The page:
Personally, every time I see a musical and the cast spontaneously burst into a tap number, my inner musical theatre child cries with joy. So it made sense that on my list of shows to see whilst in the West End is the Mother of all tap shows, 42nd Street.
Based on the smash film from the 1930’s – a time of crushing austerity amidst the backdrop of the Great Depression, which captured audiences’ attention in an America where the American Dream was nearly all that kept regular folk going – 42nd Street is a feel-good depiction of a famous Broadway producer, Julian Marsh, mounting an expensive musical show hoping to change the face of Broadway forever. Featured in this over-expensive musical is an array of tappers and dancers alike hoping to make it big in the next Julian Marsh production, not least of all the girl-next-door, doe-eyed Peggy Sawyer.
It is a show that is cemented in Broadway’s rich history of classical theatre shows; from the moment the show begins you know this is classic Broadway musical theatre. The main attraction of this show for me was the dancing; the music (unless I was a classical musical theatre aficionado or heard my Grandma sing these songs in the kitchen) was more less forgettable. The fact the dancing won me over wasn’t just that the show featured a great deal of tap, it was the fact that every single damn member of the show was so in time and every single movement was so perfectly drilled into them that you couldn’t help but let your jaw drop multiple times.
This is where my qualm comes in about people saying musical theatre is “gay” or boring. I guarantee you that if you got a world famous sports personality and put them on that stage where they had to do what this cast do twice a day nearly 5-6 days a week, they would fall flat from exhaustion by the curtain of act one.
In terms of the principal cast, Tom Lister of Emmerdale fame plays producer Julian Marsh and is thoroughly convincing in his role, bringing a bravado to the character that pulls the show forward and keeps it level after each show stopping number.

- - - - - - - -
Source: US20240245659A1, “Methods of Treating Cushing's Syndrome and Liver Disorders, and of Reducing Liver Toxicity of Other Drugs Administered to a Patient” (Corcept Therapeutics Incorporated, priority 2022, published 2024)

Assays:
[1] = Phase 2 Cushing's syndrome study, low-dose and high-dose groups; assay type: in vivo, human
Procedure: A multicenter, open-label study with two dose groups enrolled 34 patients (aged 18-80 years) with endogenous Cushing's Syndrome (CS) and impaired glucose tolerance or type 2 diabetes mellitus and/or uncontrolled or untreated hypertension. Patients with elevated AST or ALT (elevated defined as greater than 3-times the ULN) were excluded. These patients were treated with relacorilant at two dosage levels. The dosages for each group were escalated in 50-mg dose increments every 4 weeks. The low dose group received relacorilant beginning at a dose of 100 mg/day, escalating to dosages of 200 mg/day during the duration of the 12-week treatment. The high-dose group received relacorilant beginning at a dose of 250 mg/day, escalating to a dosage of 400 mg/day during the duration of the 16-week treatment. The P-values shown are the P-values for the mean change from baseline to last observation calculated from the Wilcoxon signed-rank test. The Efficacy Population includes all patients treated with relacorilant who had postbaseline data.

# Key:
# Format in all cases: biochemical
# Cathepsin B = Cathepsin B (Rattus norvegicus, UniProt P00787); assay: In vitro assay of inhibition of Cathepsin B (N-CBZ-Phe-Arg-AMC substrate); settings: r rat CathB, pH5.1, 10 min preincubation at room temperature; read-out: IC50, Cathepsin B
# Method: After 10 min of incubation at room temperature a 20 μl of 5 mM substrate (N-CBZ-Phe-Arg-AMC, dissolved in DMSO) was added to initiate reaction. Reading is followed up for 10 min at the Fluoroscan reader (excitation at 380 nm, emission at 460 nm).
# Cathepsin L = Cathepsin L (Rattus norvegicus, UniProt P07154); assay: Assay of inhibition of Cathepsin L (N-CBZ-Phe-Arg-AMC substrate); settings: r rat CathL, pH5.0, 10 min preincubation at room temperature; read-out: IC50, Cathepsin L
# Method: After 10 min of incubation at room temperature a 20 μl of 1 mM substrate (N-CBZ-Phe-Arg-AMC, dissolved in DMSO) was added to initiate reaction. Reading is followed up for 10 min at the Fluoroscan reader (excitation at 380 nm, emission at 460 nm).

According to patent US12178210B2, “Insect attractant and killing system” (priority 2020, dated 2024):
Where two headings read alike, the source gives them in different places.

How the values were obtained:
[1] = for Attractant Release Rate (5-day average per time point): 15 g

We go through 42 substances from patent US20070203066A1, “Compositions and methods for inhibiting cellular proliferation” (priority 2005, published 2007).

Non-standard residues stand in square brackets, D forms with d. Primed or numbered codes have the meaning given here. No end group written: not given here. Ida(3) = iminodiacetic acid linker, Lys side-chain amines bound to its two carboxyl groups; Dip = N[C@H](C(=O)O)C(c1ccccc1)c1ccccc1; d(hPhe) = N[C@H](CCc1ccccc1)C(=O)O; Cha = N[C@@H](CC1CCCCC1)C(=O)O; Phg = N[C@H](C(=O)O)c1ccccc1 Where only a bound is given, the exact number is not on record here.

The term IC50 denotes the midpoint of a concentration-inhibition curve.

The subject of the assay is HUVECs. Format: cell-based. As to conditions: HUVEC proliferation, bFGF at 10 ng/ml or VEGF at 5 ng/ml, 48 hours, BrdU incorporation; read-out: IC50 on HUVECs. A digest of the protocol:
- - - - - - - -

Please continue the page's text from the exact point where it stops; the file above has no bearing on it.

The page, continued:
Aging celebrity Dorothy Brock (who is brought into Marsh’s show for more of an audience pull) is currently being played by actress, singer, songwriter, Lulu. Unfortunately, Lulu was not at this performance but her understudy played the character with conviction and, for me, I couldn’t find anything to doubt that she played this role on a regular basis.
However, the standout performer of the entire show has to be Clare Halse who tapped, danced, pirouetted, sung and acted the sh*t out of her character Peggy Sawyer. From the very first moment Halse started tapping at ferocious speeds, I was mesmerised. At some stages it looked like her legs were not attached whatsoever to her upper torso and were instead moving of their own accord from some supernatural power. Sadly, contrary to popular belief, Peggy is not the main character of this show but Halse fooled me otherwise as I was scratching my head as to why Julian Marsh and Dorothy Brock were the last to enter in the bows and not Peggy. It was an outrage because Halse deserved her own standing ovation!
Overall I can say that I am glad that I saw 42nd Street so I can tick it off the list of classical musicals that I’m yet to see. The tap is phenomenal and some of the show stoppers (and their set pieces) are an absolute spectacle to see on the extraordinarily large Theatre Royal stage. So if you’re looking for a night off from the contemporary musicals of today (of which I am a massive fan) and are looking for a step back to the golden days of the Great White Way, then 42nd Street may just be up your street.
Stin’s Final Thought: The trip to see the Theatre Royal is reason enough to purchase a ticket to 42nd Street. This theatre and its architecture is stunning! Just be prepared to feel extremely under-dressed.
42nd Street is now playing at the Theatre Royal, Drury Lane in London’s West End. See the link below for tickets and information.